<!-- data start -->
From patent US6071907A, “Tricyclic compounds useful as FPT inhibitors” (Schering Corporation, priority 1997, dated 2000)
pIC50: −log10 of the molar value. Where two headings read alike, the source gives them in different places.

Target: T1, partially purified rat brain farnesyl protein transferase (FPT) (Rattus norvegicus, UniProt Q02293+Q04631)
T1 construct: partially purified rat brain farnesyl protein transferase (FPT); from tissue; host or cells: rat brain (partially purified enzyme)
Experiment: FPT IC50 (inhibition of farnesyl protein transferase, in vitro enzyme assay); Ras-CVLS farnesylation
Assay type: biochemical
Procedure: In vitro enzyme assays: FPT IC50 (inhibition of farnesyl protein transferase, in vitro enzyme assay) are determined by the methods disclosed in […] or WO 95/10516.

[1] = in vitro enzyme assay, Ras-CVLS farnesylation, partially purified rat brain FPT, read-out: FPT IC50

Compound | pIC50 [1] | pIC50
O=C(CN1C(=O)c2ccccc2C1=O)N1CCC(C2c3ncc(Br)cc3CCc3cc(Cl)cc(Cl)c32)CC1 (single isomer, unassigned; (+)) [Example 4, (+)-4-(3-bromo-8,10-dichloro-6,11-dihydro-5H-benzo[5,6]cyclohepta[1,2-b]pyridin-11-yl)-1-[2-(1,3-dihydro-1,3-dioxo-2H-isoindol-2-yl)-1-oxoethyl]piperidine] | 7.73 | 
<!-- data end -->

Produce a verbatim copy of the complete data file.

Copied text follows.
From patent US6071907A, “Tricyclic compounds useful as FPT inhibitors” (Schering Corporation, priority 1997, dated 2000)
pIC50: −log10 of the molar value. Where two headings read alike, the source gives them in different places.

Target: T1, partially purified rat brain farnesyl protein transferase (FPT) (Rattus norvegicus, UniProt Q02293+Q04631)
T1 construct: partially purified rat brain farnesyl protein transferase (FPT); from tissue; host or cells: rat brain (partially purified enzyme)
Experiment: FPT IC50 (inhibition of farnesyl protein transferase, in vitro enzyme assay); Ras-CVLS farnesylation
Assay type: biochemical
Procedure: In vitro enzyme assays: FPT IC50 (inhibition of farnesyl protein transferase, in vitro enzyme assay) are determined by the methods disclosed in […] or WO 95/10516.

[1] = in vitro enzyme assay, Ras-CVLS farnesylation, partially purified rat brain FPT, read-out: FPT IC50

Compound | pIC50 [1] | pIC50
O=C(CN1C(=O)c2ccccc2C1=O)N1CCC(C2c3ncc(Br)cc3CCc3cc(Cl)cc(Cl)c32)CC1 (single isomer, unassigned; (+)) [Example 4, (+)-4-(3-bromo-8,10-dichloro-6,11-dihydro-5H-benzo[5,6]cyclohepta[1,2-b]pyridin-11-yl)-1-[2-(1,3-dihydro-1,3-dioxo-2H-isoindol-2-yl)-1-oxoethyl]piperidine] | 7.73 | 